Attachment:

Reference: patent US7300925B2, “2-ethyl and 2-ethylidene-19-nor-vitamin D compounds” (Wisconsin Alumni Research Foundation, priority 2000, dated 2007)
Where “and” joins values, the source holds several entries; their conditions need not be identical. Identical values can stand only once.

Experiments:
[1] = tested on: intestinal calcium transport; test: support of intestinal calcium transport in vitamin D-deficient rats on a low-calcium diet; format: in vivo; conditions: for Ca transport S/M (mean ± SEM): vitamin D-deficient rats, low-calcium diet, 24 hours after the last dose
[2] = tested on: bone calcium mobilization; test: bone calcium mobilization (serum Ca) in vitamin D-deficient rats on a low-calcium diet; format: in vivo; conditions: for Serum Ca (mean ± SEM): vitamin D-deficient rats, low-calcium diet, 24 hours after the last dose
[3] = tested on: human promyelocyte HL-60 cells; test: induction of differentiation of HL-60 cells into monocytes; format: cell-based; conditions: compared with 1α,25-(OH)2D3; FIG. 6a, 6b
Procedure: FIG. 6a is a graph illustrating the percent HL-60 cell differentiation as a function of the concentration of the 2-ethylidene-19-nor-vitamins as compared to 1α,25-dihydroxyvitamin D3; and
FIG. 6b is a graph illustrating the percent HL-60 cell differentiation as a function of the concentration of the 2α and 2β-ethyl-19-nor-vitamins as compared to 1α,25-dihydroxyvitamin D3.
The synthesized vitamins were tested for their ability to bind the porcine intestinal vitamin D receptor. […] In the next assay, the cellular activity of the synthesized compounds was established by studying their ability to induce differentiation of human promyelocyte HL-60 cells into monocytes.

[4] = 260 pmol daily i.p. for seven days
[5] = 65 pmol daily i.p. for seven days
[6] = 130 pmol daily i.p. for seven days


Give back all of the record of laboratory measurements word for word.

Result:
Reference: patent US7300925B2, “2-ethyl and 2-ethylidene-19-nor-vitamin D compounds” (Wisconsin Alumni Research Foundation, priority 2000, dated 2007)
Where “and” joins values, the source holds several entries; their conditions need not be identical. Identical values can stand only once.

Experiments:
[1] = tested on: intestinal calcium transport; test: support of intestinal calcium transport in vitamin D-deficient rats on a low-calcium diet; format: in vivo; conditions: for Ca transport S/M (mean ± SEM): vitamin D-deficient rats, low-calcium diet, 24 hours after the last dose
[2] = tested on: bone calcium mobilization; test: bone calcium mobilization (serum Ca) in vitamin D-deficient rats on a low-calcium diet; format: in vivo; conditions: for Serum Ca (mean ± SEM): vitamin D-deficient rats, low-calcium diet, 24 hours after the last dose
[3] = tested on: human promyelocyte HL-60 cells; test: induction of differentiation of HL-60 cells into monocytes; format: cell-based; conditions: compared with 1α,25-(OH)2D3; FIG. 6a, 6b
Procedure: FIG. 6a is a graph illustrating the percent HL-60 cell differentiation as a function of the concentration of the 2-ethylidene-19-nor-vitamins as compared to 1α,25-dihydroxyvitamin D3; and
FIG. 6b is a graph illustrating the percent HL-60 cell differentiation as a function of the concentration of the 2α and 2β-ethyl-19-nor-vitamins as compared to 1α,25-dihydroxyvitamin D3.
The synthesized vitamins were tested for their ability to bind the porcine intestinal vitamin D receptor. […] In the next assay, the cellular activity of the synthesized compounds was established by studying their ability to induce differentiation of human promyelocyte HL-60 cells into monocytes.

[4] = 260 pmol daily i.p. for seven days
[5] = 65 pmol daily i.p. for seven days
[6] = 130 pmol daily i.p. for seven days